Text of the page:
Carper Statement on White House Climate Change Report
New report assesses the impacts of climate change on public health
WASHINGTON – Today, U.S. Senator Tom Carper, top Democrat on the Environment and Public Works Committee, released the following reaction to the White House report, The Impacts of Climate Change on Human Health in the United States: A Scientific Assessment.
“Today’s comprehensive interagency report gives more credence to the overwhelming consensus among scientists that our climate is changing at a troubling rate, and its impacts are putting our planet and public health at risk. Whether it’s the increasing intensity and frequency of severe weather events, the persistent droughts that damage our crops and livestock, or rising sea levels that threaten our coastal communities, the world has seen stark reminders that the effects of climate change threaten our safety and way of life. This report underscores that climate change knows no boundaries and that its effects pose a real risk to global health. Across the globe, dirty air is linked to worsening respiratory and cardiovascular conditions – including serious health problems like asthma, strokes, heart attacks, or even early deaths. According to this report, extreme temperatures will impact public health in the years to come, while high temperatures exacerbate chronic conditions and contribute to more heat-related illness and death.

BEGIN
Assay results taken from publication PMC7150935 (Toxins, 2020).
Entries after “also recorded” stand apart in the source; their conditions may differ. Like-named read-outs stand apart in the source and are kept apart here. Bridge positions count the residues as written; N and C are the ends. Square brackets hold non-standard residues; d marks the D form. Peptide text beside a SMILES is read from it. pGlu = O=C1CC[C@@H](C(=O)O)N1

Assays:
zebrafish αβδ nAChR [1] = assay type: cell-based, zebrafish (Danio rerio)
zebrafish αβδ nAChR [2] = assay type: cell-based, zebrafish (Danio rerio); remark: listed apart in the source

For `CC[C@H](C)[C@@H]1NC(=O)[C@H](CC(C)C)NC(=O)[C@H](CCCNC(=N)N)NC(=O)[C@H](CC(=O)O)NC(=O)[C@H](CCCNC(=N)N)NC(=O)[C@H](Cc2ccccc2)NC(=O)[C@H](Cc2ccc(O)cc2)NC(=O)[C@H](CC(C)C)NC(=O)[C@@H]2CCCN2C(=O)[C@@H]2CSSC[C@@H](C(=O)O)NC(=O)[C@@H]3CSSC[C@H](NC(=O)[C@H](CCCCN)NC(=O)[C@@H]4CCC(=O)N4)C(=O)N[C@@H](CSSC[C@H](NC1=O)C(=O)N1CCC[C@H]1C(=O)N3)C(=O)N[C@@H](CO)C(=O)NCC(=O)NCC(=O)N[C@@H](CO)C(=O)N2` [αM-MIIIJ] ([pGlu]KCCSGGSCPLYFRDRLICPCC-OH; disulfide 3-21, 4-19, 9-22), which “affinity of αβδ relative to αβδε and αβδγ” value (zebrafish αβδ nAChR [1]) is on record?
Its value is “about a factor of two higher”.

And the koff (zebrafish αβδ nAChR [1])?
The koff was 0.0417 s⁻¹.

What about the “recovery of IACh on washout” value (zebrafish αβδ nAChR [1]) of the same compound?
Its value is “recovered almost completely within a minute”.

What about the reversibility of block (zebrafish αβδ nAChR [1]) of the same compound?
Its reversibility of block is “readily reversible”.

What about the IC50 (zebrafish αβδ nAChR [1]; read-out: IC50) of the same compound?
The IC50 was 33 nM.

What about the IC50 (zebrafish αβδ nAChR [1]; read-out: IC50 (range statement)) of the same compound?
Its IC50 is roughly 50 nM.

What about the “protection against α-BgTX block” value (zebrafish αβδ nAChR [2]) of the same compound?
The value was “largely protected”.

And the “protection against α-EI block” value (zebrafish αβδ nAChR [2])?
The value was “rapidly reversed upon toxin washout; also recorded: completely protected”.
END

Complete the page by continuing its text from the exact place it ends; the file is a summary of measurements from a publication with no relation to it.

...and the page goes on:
“We cannot ignore the increasingly adverse effects of climate change on our environment, economy and public health. That is why I continue to support President Obama’s Climate Action Plan – including efforts to regulate harmful carbon emissions from local power plants, the greatest source of greenhouse gases in this country. We cannot ignore the inextricable link between our quality of air, our changing climate and our public health. I will continue to work with my colleagues in Congress to clean up our air and curb the impacts of climate change for generations to come.”
Today’s final report assesses research conducted over three years by approximately one hundred experts in climate change science and public health – including representatives from the Environmental Protection Agency (EPA), the Department of Health and Human Services (HHS), the National Oceanic and Atmospheric Administration (NOAA), the National Aeronautics and Space Administration (NASA), the Department of Agriculture (USDA), U.S. Geological Survey (USGS), the Department of Defense (DOD), and the Department of Veteran’s Affairs (VA).